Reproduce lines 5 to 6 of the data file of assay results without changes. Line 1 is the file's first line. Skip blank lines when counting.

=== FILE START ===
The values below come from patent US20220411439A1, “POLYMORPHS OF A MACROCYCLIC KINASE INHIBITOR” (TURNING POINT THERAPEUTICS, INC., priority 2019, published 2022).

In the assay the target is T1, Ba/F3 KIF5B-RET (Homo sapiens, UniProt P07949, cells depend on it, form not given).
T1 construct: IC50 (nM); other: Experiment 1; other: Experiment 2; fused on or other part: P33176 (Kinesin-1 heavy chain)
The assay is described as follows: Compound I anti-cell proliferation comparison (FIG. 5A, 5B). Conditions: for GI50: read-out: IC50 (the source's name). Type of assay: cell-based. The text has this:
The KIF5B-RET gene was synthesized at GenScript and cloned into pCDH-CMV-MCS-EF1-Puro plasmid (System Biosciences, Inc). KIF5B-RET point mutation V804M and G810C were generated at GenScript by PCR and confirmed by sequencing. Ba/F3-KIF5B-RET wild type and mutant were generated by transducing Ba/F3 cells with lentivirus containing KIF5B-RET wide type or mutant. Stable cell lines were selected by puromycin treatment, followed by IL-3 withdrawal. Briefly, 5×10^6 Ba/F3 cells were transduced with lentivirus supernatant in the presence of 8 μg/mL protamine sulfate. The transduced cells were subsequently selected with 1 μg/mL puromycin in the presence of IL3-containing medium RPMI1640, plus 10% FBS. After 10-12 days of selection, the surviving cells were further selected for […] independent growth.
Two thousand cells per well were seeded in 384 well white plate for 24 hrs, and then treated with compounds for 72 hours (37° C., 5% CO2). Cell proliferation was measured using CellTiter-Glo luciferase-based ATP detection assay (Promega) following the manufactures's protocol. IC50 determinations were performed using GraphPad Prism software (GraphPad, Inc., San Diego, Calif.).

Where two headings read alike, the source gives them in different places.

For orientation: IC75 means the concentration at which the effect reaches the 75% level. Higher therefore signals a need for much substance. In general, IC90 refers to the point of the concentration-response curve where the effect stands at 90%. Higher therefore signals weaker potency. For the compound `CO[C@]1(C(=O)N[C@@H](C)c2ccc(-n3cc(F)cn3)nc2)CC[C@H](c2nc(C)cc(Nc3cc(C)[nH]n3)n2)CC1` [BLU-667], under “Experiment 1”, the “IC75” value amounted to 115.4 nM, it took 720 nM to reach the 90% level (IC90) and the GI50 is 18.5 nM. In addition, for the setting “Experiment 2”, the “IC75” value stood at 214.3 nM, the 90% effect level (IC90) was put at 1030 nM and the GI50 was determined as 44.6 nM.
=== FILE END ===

The KIF5B-RET gene was synthesized at GenScript and cloned into pCDH-CMV-MCS-EF1-Puro plasmid (System Biosciences, Inc). KIF5B-RET point mutation V804M and G810C were generated at GenScript by PCR and confirmed by sequencing. Ba/F3-KIF5B-RET wild type and mutant were generated by transducing Ba/F3 cells with lentivirus containing KIF5B-RET wide type or mutant. Stable cell lines were selected by puromycin treatment, followed by IL-3 withdrawal. Briefly, 5×10^6 Ba/F3 cells were transduced with lentivirus supernatant in the presence of 8 μg/mL protamine sulfate. The transduced cells were subsequently selected with 1 μg/mL puromycin in the presence of IL3-containing medium RPMI1640, plus 10% FBS. After 10-12 days of selection, the surviving cells were further selected for […] independent growth.
Two thousand cells per well were seeded in 384 well white plate for 24 hrs, and then treated with compounds for 72 hours (37° C., 5% CO2). Cell proliferation was measured using CellTiter-Glo luciferase-based ATP detection assay (Promega) following the manufactures's protocol. IC50 determinations were performed using GraphPad Prism software (GraphPad, Inc., San Diego, Calif.).